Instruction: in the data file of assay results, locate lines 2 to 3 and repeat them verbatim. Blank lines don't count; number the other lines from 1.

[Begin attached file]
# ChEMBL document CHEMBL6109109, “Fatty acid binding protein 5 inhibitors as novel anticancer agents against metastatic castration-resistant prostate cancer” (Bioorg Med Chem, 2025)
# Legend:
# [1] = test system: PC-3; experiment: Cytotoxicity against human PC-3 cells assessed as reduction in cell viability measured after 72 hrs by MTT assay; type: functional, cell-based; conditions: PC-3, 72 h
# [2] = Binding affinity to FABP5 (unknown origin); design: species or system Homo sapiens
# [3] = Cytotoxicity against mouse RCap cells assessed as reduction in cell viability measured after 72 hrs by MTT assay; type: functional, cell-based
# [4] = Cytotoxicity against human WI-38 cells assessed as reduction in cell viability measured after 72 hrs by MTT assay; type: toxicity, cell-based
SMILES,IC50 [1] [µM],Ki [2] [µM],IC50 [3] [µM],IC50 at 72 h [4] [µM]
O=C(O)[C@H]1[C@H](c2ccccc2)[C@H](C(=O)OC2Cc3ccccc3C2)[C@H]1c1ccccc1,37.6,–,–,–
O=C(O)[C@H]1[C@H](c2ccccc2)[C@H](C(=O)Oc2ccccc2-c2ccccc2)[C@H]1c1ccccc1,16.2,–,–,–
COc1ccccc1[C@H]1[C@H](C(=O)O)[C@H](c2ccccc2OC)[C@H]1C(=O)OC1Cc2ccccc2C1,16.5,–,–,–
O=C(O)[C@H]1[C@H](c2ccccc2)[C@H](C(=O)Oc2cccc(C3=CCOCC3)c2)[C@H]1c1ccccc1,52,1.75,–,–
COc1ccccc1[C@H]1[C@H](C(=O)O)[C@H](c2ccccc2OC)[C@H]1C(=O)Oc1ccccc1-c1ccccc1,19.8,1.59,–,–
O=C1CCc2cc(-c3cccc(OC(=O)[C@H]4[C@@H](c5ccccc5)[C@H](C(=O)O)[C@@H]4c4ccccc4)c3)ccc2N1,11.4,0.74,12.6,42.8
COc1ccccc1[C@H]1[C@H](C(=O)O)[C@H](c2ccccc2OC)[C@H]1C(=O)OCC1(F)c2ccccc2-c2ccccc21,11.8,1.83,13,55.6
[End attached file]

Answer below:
# Legend:
# [1] = test system: PC-3; experiment: Cytotoxicity against human PC-3 cells assessed as reduction in cell viability measured after 72 hrs by MTT assay; type: functional, cell-based; conditions: PC-3, 72 h